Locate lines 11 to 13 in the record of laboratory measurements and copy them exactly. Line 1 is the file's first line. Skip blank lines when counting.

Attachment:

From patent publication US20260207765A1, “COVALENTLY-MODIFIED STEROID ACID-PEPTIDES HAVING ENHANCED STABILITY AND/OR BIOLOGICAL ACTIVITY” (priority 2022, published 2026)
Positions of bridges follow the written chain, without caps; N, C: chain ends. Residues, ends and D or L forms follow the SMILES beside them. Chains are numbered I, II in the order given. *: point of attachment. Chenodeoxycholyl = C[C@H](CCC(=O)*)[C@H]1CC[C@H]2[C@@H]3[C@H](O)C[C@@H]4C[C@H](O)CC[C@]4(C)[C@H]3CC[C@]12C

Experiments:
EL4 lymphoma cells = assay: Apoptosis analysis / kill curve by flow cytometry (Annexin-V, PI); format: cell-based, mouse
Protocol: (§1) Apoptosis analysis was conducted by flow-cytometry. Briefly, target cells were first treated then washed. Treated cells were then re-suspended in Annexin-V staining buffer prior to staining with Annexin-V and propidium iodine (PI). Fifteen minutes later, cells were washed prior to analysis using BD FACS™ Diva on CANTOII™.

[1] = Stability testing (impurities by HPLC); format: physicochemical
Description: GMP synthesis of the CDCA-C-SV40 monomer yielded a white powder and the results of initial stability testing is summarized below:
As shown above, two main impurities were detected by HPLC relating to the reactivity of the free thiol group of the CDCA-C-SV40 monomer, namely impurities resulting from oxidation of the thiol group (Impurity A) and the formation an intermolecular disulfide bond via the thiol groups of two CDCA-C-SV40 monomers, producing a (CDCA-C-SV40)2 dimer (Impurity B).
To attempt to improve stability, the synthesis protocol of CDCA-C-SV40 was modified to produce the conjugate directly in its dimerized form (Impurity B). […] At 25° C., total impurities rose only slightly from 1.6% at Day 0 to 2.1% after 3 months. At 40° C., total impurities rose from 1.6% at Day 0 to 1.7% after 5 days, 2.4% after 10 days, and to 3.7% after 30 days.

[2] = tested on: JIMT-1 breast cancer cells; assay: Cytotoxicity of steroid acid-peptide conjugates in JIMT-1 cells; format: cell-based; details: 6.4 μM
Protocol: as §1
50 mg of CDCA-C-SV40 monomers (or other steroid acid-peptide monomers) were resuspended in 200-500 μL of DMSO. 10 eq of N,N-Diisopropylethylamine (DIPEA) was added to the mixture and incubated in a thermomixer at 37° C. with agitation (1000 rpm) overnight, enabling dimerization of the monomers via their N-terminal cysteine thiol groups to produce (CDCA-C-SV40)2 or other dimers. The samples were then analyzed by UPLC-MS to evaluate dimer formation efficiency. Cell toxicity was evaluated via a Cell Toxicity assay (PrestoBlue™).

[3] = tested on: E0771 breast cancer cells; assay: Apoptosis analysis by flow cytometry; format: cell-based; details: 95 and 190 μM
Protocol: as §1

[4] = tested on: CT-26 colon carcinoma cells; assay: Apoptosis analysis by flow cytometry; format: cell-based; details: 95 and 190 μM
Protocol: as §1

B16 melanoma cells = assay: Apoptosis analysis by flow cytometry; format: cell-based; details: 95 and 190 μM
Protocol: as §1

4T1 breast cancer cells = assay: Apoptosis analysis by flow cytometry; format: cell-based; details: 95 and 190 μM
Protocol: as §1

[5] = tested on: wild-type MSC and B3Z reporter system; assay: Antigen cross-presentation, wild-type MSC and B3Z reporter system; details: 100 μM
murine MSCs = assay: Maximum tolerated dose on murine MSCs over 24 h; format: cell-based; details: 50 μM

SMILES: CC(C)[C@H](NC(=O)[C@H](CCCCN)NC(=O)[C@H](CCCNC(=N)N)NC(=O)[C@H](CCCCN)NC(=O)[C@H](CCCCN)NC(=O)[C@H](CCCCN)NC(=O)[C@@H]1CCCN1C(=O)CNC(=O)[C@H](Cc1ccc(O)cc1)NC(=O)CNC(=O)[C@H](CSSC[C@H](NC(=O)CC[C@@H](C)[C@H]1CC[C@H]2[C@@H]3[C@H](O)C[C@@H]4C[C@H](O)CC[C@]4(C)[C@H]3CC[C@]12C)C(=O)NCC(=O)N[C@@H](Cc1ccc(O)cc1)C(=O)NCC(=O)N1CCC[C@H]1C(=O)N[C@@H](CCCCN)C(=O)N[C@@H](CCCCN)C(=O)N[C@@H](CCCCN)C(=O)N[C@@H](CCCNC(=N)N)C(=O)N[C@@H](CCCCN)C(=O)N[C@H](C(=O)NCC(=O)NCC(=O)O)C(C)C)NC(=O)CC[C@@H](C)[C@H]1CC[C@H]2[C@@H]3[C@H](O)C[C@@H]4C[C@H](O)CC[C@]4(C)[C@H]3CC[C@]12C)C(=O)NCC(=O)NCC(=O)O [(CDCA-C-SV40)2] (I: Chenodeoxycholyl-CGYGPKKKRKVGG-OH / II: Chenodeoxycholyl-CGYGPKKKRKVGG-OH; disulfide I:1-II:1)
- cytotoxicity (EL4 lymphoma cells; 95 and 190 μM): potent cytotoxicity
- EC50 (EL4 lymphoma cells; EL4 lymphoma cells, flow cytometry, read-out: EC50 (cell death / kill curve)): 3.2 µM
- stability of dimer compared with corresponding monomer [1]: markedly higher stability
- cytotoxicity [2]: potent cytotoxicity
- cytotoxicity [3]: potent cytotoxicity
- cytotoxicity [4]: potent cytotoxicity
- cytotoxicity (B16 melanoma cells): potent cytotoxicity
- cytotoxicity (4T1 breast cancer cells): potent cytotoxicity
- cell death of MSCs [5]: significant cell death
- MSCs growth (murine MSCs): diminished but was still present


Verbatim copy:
Protocol: as §1
50 mg of CDCA-C-SV40 monomers (or other steroid acid-peptide monomers) were resuspended in 200-500 μL of DMSO. 10 eq of N,N-Diisopropylethylamine (DIPEA) was added to the mixture and incubated in a thermomixer at 37° C. with agitation (1000 rpm) overnight, enabling dimerization of the monomers via their N-terminal cysteine thiol groups to produce (CDCA-C-SV40)2 or other dimers. The samples were then analyzed by UPLC-MS to evaluate dimer formation efficiency. Cell toxicity was evaluated via a Cell Toxicity assay (PrestoBlue™).

[3] = tested on: E0771 breast cancer cells; assay: Apoptosis analysis by flow cytometry; format: cell-based; details: 95 and 190 μM